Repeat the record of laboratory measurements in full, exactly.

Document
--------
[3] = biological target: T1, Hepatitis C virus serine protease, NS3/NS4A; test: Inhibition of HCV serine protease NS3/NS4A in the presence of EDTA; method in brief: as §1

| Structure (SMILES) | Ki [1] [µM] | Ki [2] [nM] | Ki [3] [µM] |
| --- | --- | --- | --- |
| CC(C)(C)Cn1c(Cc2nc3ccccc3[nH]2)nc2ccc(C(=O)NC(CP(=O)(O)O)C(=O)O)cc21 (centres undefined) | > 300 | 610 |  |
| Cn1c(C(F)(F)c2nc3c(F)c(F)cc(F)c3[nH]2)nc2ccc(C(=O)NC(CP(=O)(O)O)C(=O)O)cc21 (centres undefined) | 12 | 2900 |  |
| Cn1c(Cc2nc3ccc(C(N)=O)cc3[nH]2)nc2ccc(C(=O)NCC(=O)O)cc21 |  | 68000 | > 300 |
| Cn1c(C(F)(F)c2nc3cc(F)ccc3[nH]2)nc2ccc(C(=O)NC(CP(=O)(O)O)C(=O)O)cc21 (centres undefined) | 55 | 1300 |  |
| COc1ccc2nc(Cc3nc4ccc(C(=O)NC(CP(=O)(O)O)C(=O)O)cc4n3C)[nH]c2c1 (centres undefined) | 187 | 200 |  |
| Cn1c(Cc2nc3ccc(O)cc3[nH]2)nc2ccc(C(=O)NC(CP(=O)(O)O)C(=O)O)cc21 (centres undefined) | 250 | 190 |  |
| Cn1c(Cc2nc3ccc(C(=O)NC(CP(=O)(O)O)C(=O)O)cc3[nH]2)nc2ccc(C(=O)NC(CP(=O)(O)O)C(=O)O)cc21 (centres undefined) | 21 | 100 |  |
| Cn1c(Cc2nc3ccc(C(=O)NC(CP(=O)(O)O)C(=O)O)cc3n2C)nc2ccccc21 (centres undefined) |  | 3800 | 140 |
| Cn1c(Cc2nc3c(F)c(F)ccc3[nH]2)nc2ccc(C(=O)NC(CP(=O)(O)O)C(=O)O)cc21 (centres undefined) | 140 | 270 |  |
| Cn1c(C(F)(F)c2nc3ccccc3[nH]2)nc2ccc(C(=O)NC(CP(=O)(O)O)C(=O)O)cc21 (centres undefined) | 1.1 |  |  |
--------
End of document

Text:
[3] = biological target: T1, Hepatitis C virus serine protease, NS3/NS4A; test: Inhibition of HCV serine protease NS3/NS4A in the presence of EDTA; method in brief: as §1

| Structure (SMILES) | Ki [1] [µM] | Ki [2] [nM] | Ki [3] [µM] |
| --- | --- | --- | --- |
| CC(C)(C)Cn1c(Cc2nc3ccccc3[nH]2)nc2ccc(C(=O)NC(CP(=O)(O)O)C(=O)O)cc21 (centres undefined) | > 300 | 610 |  |
| Cn1c(C(F)(F)c2nc3c(F)c(F)cc(F)c3[nH]2)nc2ccc(C(=O)NC(CP(=O)(O)O)C(=O)O)cc21 (centres undefined) | 12 | 2900 |  |
| Cn1c(Cc2nc3ccc(C(N)=O)cc3[nH]2)nc2ccc(C(=O)NCC(=O)O)cc21 |  | 68000 | > 300 |
| Cn1c(C(F)(F)c2nc3cc(F)ccc3[nH]2)nc2ccc(C(=O)NC(CP(=O)(O)O)C(=O)O)cc21 (centres undefined) | 55 | 1300 |  |
| COc1ccc2nc(Cc3nc4ccc(C(=O)NC(CP(=O)(O)O)C(=O)O)cc4n3C)[nH]c2c1 (centres undefined) | 187 | 200 |  |
| Cn1c(Cc2nc3ccc(O)cc3[nH]2)nc2ccc(C(=O)NC(CP(=O)(O)O)C(=O)O)cc21 (centres undefined) | 250 | 190 |  |
| Cn1c(Cc2nc3ccc(C(=O)NC(CP(=O)(O)O)C(=O)O)cc3[nH]2)nc2ccc(C(=O)NC(CP(=O)(O)O)C(=O)O)cc21 (centres undefined) | 21 | 100 |  |
| Cn1c(Cc2nc3ccc(C(=O)NC(CP(=O)(O)O)C(=O)O)cc3n2C)nc2ccccc21 (centres undefined) |  | 3800 | 140 |
| Cn1c(Cc2nc3c(F)c(F)ccc3[nH]2)nc2ccc(C(=O)NC(CP(=O)(O)O)C(=O)O)cc21 (centres undefined) | 140 | 270 |  |
| Cn1c(C(F)(F)c2nc3ccccc3[nH]2)nc2ccc(C(=O)NC(CP(=O)(O)O)C(=O)O)cc21 (centres undefined) | 1.1 |  |  |